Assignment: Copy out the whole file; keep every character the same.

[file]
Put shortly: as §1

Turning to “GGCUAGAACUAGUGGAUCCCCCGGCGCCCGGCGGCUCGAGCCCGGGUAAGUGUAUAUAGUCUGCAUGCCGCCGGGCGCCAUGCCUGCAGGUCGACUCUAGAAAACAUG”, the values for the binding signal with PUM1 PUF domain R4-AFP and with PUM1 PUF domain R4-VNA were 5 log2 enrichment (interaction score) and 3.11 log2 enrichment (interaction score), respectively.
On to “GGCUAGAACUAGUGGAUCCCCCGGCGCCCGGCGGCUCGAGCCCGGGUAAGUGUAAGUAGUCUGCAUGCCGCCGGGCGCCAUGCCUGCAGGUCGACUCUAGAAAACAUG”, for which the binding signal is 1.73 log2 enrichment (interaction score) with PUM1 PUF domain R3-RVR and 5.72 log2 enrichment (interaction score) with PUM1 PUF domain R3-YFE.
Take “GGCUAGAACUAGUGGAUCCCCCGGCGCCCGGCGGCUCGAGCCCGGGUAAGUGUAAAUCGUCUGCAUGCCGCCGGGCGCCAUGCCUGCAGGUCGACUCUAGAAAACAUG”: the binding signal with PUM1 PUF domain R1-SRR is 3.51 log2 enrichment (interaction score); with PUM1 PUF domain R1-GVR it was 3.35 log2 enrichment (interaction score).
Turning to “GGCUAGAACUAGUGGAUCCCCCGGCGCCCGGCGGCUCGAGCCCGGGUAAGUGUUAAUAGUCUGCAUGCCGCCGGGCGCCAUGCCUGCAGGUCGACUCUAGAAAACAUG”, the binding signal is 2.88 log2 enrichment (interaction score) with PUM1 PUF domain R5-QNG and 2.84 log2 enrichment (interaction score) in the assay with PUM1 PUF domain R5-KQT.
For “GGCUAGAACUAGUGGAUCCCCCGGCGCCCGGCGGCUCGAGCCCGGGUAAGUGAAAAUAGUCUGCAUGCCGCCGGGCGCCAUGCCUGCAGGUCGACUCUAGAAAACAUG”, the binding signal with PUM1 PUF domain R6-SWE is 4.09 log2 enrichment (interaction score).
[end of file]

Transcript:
Put shortly: as §1

Turning to “GGCUAGAACUAGUGGAUCCCCCGGCGCCCGGCGGCUCGAGCCCGGGUAAGUGUAUAUAGUCUGCAUGCCGCCGGGCGCCAUGCCUGCAGGUCGACUCUAGAAAACAUG”, the values for the binding signal with PUM1 PUF domain R4-AFP and with PUM1 PUF domain R4-VNA were 5 log2 enrichment (interaction score) and 3.11 log2 enrichment (interaction score), respectively.
On to “GGCUAGAACUAGUGGAUCCCCCGGCGCCCGGCGGCUCGAGCCCGGGUAAGUGUAAGUAGUCUGCAUGCCGCCGGGCGCCAUGCCUGCAGGUCGACUCUAGAAAACAUG”, for which the binding signal is 1.73 log2 enrichment (interaction score) with PUM1 PUF domain R3-RVR and 5.72 log2 enrichment (interaction score) with PUM1 PUF domain R3-YFE.
Take “GGCUAGAACUAGUGGAUCCCCCGGCGCCCGGCGGCUCGAGCCCGGGUAAGUGUAAAUCGUCUGCAUGCCGCCGGGCGCCAUGCCUGCAGGUCGACUCUAGAAAACAUG”: the binding signal with PUM1 PUF domain R1-SRR is 3.51 log2 enrichment (interaction score); with PUM1 PUF domain R1-GVR it was 3.35 log2 enrichment (interaction score).
Turning to “GGCUAGAACUAGUGGAUCCCCCGGCGCCCGGCGGCUCGAGCCCGGGUAAGUGUUAAUAGUCUGCAUGCCGCCGGGCGCCAUGCCUGCAGGUCGACUCUAGAAAACAUG”, the binding signal is 2.88 log2 enrichment (interaction score) with PUM1 PUF domain R5-QNG and 2.84 log2 enrichment (interaction score) in the assay with PUM1 PUF domain R5-KQT.
For “GGCUAGAACUAGUGGAUCCCCCGGCGCCCGGCGGCUCGAGCCCGGGUAAGUGAAAAUAGUCUGCAUGCCGCCGGGCGCCAUGCCUGCAGGUCGACUCUAGAAAACAUG”, the binding signal with PUM1 PUF domain R6-SWE is 4.09 log2 enrichment (interaction score).